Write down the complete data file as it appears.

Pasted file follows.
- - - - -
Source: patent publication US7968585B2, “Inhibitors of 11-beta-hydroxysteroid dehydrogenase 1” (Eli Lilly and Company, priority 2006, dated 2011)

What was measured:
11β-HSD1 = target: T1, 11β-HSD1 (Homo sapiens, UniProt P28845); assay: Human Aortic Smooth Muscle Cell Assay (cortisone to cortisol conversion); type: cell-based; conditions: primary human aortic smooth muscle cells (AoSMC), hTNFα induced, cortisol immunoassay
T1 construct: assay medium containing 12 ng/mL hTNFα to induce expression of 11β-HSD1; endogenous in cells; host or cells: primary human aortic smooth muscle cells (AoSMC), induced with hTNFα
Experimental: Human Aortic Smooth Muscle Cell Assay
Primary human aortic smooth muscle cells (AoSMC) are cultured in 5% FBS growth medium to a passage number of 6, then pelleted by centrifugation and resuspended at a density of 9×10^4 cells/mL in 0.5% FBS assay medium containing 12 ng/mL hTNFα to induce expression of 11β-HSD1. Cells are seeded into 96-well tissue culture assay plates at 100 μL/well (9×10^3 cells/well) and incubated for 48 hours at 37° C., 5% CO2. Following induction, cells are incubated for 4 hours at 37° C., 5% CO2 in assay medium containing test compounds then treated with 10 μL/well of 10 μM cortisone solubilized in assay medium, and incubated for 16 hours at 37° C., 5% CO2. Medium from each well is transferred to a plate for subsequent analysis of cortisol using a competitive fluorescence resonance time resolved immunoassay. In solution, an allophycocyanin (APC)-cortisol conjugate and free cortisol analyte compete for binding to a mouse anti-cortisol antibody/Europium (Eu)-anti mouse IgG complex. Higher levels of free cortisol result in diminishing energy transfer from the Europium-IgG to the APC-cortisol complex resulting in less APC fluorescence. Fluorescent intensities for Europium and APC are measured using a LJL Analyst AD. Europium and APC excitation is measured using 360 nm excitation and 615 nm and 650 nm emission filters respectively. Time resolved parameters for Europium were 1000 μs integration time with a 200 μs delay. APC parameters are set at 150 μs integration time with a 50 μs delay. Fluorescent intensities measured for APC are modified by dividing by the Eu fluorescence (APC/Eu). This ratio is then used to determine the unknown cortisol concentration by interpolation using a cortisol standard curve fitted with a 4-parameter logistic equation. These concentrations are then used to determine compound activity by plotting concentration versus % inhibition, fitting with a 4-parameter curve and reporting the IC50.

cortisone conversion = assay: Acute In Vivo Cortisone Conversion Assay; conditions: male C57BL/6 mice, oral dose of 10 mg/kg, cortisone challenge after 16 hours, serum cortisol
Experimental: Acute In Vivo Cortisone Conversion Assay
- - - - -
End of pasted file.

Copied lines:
Source: patent publication US7968585B2, “Inhibitors of 11-beta-hydroxysteroid dehydrogenase 1” (Eli Lilly and Company, priority 2006, dated 2011)

What was measured:
11β-HSD1 = target: T1, 11β-HSD1 (Homo sapiens, UniProt P28845); assay: Human Aortic Smooth Muscle Cell Assay (cortisone to cortisol conversion); type: cell-based; conditions: primary human aortic smooth muscle cells (AoSMC), hTNFα induced, cortisol immunoassay
T1 construct: assay medium containing 12 ng/mL hTNFα to induce expression of 11β-HSD1; endogenous in cells; host or cells: primary human aortic smooth muscle cells (AoSMC), induced with hTNFα
Experimental: Human Aortic Smooth Muscle Cell Assay
Primary human aortic smooth muscle cells (AoSMC) are cultured in 5% FBS growth medium to a passage number of 6, then pelleted by centrifugation and resuspended at a density of 9×10^4 cells/mL in 0.5% FBS assay medium containing 12 ng/mL hTNFα to induce expression of 11β-HSD1. Cells are seeded into 96-well tissue culture assay plates at 100 μL/well (9×10^3 cells/well) and incubated for 48 hours at 37° C., 5% CO2. Following induction, cells are incubated for 4 hours at 37° C., 5% CO2 in assay medium containing test compounds then treated with 10 μL/well of 10 μM cortisone solubilized in assay medium, and incubated for 16 hours at 37° C., 5% CO2. Medium from each well is transferred to a plate for subsequent analysis of cortisol using a competitive fluorescence resonance time resolved immunoassay. In solution, an allophycocyanin (APC)-cortisol conjugate and free cortisol analyte compete for binding to a mouse anti-cortisol antibody/Europium (Eu)-anti mouse IgG complex. Higher levels of free cortisol result in diminishing energy transfer from the Europium-IgG to the APC-cortisol complex resulting in less APC fluorescence. Fluorescent intensities for Europium and APC are measured using a LJL Analyst AD. Europium and APC excitation is measured using 360 nm excitation and 615 nm and 650 nm emission filters respectively. Time resolved parameters for Europium were 1000 μs integration time with a 200 μs delay. APC parameters are set at 150 μs integration time with a 50 μs delay. Fluorescent intensities measured for APC are modified by dividing by the Eu fluorescence (APC/Eu). This ratio is then used to determine the unknown cortisol concentration by interpolation using a cortisol standard curve fitted with a 4-parameter logistic equation. These concentrations are then used to determine compound activity by plotting concentration versus % inhibition, fitting with a 4-parameter curve and reporting the IC50.

cortisone conversion = assay: Acute In Vivo Cortisone Conversion Assay; conditions: male C57BL/6 mice, oral dose of 10 mg/kg, cortisone challenge after 16 hours, serum cortisol
Experimental: Acute In Vivo Cortisone Conversion Assay